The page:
WASHINGTON – The big job waiting for the next class of legislators, and the new president, is to clean up the colossal mess the U.S. Supreme Court, under Chief Justice John Roberts, has made of our government, our society and institutions.
The calamity is created by three rulings of the Roberts court:
One decision offers hope to Albany’s arch fixer, convicted former Assembly Speaker Sheldon Silver, D-Manhattan, that he will escape imprisonment for pay-to-play schemes, so rampant in the State Capitol.
Another high court ruling affirmed the mayhem created by President Obama’s Affordable Care Act.
Last, there is the 2010 ruling basic to the corruption tearing at government at every level from the Assembly district to the federal presidency: Citizens United v. Federal Election Commission, which has unleashed the greatest flood of dark political money since the days of President Richard M. Nixon.
Silver was supposed to go to jail in August, but his incarceration was put off because of the June decision of the U.S. Supreme Court to overturn the conviction on bribery charges of former Virginia Gov. Robert McDonnell, a Republican.
McDonnell’s conduct was notorious. He and his wife took at least $175,000 in loans and gifts and more from a businessman who wanted the Virginia government to conduct tests on a dietary supplement. The businessman got meetings with important state officials, and the Washington Post reported that he was even allowed to throw a luncheon for officials at the governor’s mansion and edit the guest list.
In his decision, Roberts acknowledged McDonnell’s behavior was “tasteless” but incredibly let McDonnell off anyway.
Why? William Falk, the top editor of The Week magazine, put it simply. Falk said the Roberts ruling was so twisted that McDonnell would have had to sign a paper saying, “I’m doing this because you gave me that” to be convicted for pay-to-play.
This terrible ruling has put in question many, if not all, of the pay-to-play investigations brought by federal prosecutor Preet Bharara. These include probes into Buffalo political figures and developers, and former state officials close to Gov. Andrew Cuomo.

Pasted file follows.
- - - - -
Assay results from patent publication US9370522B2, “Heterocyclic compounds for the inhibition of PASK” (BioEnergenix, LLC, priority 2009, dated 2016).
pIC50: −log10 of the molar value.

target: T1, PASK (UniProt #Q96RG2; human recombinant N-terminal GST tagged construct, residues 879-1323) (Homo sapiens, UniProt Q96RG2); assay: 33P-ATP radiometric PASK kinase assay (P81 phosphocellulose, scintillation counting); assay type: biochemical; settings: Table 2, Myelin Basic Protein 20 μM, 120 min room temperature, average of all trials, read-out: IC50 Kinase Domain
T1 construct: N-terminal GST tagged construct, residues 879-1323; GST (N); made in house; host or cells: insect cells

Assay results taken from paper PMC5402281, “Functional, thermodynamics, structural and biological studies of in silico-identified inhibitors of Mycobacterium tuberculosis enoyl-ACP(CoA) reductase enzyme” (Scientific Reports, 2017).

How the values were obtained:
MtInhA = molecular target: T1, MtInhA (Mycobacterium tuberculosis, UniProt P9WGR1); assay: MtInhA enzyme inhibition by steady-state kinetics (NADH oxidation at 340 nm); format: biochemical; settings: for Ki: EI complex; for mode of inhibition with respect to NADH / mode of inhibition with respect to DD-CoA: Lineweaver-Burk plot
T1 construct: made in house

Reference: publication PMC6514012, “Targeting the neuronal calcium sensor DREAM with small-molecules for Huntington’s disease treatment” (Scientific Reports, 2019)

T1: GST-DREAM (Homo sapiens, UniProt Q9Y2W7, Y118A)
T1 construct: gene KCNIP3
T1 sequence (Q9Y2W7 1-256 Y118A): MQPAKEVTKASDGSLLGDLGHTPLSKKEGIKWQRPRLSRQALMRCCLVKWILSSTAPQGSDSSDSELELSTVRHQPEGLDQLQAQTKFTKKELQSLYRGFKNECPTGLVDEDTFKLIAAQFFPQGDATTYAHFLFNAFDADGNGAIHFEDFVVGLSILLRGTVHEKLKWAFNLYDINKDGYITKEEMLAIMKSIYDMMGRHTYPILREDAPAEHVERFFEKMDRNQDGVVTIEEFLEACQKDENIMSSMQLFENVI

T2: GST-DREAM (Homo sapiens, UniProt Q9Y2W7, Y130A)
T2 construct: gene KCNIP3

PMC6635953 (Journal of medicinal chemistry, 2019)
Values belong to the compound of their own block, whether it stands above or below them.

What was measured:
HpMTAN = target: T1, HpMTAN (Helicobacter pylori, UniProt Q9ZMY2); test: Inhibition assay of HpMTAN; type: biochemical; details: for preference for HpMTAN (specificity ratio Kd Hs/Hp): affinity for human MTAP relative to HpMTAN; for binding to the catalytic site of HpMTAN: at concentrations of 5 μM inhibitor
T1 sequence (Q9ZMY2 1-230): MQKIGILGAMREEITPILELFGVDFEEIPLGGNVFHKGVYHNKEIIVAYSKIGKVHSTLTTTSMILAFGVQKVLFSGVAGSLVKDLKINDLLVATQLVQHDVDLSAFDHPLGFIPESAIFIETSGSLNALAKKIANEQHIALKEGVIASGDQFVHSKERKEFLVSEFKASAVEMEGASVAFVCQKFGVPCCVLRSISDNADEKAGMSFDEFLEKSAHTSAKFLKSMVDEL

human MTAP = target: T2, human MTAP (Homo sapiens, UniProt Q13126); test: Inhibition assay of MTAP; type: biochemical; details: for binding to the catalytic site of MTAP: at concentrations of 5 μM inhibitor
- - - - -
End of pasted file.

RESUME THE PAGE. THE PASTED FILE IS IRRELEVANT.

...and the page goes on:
It also dilutes the worth of reported FBI looks into pay-to-play investigations in the Clinton charitable foundations. By the way, right-wing media are proposing that the FBI convene a grand jury to indict those connected to the foundations. The FBI can’t indict anyone. That process starts with the local federal prosecutor with the assent of the attorney general.
Last month, the Obama administration reported that Obamacare premiums would increase an average of 25 percent in coming weeks. Forget Obama’s promise that premiums would drop by 25 percent and that “you can keep you own doctor.”
Credit Roberts with these developments. He didn’t look at the clearly unconstitutional way Obamacare was passed – a 15-minute House vote stretched to three hours to arm-twist the one vote needed for passage.
Roberts and his court did not object to the House Democratic maneuver that declared that the House and Senate versions of the Obamacare bill, which were very different, were magically the same. By a voice vote in the House.
The Roberts court toyed instead with words and phrases, instead of sending the whole omelet back to Congress to do it right. As a result of the court’s stupidity and cowardice, the whole health care industry – a sixth of the economy – is in an uproar.
And with this, Roberts gave us the Citizens case converting free speech into secret unlimited campaign spending. It ruptured every relationship average people had with their government. This is the most destructive court in history.